> Sorry for not being very talkative on the Telecon yesterday, and for confining myself to listening to the discussion. However, as the discussion unfolded, and this is not in relation to action item 263, I started to become a little worried about what we are actually expecting user agent manufacturers to do with regard to the accessibility of their technology. From a brief analysis of guidelines as they stand in draft at present we seem to be reasonably focused on specific key disability such as blindness and hearing loss. I became more concerned with regard to how these guidelines would be implemented with regard to cognitive disability and learning impairments as in some cases it seems to me that the guidelines have an implicit idea about, and address, a specific disability.
> 
> That said I may be completely wrong on this point, so to allay my fears I wonder if somebody from the group could answer me a couple of questions. I think if we can't answer these questions we need to think again about some of the guidelines and indeed our ideas about user agent accessibility.
> 
> 1) How does principle three 'PRINCIPLE 3: Perceivable - The user interface and rendered content must be presented to users in ways they can perceive.' and the guidelines that are within it relate to cognitive disability and learning impairments, 'content must be presented to users in ways they can perceive' suggests to me that the content must be translated into pictograms for this particular user group. Are we really expecting this to occur?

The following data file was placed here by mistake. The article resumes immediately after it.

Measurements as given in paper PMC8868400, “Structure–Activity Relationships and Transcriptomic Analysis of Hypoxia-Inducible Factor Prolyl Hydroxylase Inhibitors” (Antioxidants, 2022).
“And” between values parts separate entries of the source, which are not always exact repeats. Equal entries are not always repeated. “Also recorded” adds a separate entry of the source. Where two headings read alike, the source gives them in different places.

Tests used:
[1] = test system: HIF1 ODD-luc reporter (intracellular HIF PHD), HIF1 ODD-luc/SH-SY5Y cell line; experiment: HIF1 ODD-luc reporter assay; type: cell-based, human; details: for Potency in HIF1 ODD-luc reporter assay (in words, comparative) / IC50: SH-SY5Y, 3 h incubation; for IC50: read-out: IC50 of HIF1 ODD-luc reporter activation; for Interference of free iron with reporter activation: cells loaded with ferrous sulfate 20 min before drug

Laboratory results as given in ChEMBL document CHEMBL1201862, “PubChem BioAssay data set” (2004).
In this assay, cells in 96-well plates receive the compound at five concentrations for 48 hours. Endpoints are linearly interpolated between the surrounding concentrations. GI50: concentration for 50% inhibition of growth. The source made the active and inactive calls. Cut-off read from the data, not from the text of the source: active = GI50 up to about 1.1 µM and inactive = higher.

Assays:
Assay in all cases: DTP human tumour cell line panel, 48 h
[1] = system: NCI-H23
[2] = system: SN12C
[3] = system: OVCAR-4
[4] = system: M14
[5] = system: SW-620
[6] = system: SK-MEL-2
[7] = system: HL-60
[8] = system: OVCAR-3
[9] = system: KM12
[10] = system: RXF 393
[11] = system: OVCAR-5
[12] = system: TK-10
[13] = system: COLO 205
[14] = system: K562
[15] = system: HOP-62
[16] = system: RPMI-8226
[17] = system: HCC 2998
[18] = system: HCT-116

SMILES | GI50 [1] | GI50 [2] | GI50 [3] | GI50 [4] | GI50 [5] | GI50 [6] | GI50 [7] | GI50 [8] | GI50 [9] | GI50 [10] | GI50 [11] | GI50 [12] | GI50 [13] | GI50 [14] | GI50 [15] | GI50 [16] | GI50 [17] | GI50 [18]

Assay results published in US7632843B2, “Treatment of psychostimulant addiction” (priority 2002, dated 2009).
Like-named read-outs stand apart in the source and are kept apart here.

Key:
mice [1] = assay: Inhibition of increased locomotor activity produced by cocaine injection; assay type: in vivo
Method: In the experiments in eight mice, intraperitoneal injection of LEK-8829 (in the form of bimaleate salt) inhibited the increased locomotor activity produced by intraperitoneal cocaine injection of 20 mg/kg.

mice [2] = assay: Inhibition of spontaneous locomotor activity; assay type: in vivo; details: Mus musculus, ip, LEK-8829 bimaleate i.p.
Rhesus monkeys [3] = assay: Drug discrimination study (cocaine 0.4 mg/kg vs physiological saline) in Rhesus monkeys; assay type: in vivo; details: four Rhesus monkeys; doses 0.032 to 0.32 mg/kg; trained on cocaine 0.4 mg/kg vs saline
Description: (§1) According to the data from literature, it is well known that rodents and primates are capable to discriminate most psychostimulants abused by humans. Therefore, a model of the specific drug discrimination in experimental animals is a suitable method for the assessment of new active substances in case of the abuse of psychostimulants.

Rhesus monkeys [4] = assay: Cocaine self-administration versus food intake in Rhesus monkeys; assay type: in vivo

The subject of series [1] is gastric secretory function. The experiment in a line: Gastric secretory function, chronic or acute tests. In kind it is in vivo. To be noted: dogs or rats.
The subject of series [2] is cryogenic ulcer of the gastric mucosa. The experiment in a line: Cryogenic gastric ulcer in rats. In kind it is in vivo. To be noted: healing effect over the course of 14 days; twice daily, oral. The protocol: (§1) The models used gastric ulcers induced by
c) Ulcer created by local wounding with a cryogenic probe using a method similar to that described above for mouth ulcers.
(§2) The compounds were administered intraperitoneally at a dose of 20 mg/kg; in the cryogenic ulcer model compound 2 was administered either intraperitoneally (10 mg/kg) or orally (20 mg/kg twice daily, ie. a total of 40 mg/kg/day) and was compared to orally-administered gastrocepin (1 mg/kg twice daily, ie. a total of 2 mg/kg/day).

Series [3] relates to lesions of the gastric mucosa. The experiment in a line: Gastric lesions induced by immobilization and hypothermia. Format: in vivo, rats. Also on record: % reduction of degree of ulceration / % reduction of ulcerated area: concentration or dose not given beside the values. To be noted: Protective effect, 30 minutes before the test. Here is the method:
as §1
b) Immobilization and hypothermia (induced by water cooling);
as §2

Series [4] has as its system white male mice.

> 
> 2) In the case of guideline 4.9 'Guideline 4.9 Provide control of content that may reduce accessibility.' Content that may reduce accessibility is text with regard to cognitive disability learning impairment. How can this be addressed in such a case?
> 
> 3) Finally, 'Principle 5: Ensure that user interface is understandable', How will this understandability be ensured with regard to cognitive disability and learning impairment? Are we expecting user agent manufacturers to provide pictorial representations of the textual aspects.
> 
> Based on responses from the working group I have some additional questions, but I don't want to labour the point here, and indeed your answers may negate some of those questions I already have.
> 
> 
> Cheers
> Si.
> 
> =======================
> 
> Simon Harper
> University of Manchester (UK)
> 
> Human Centred Web Lab: http://hcw.cs.manchester.ac.uk
> 
> My Site: http://hcw.cs.manchester.ac.uk/people/harper/
> 
> My Diary (Web): http://hcw.cs.manchester.ac.uk/people/harper/phpicalendar/week.php
> My Diary (Subscribe): http://hcw.cs.manchester.ac.uk/diaries/harper/SimonHarper.ics
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> 
> 
> 
> 
> 
Received on Thursday, 11 February 2010 04:17:04 GMT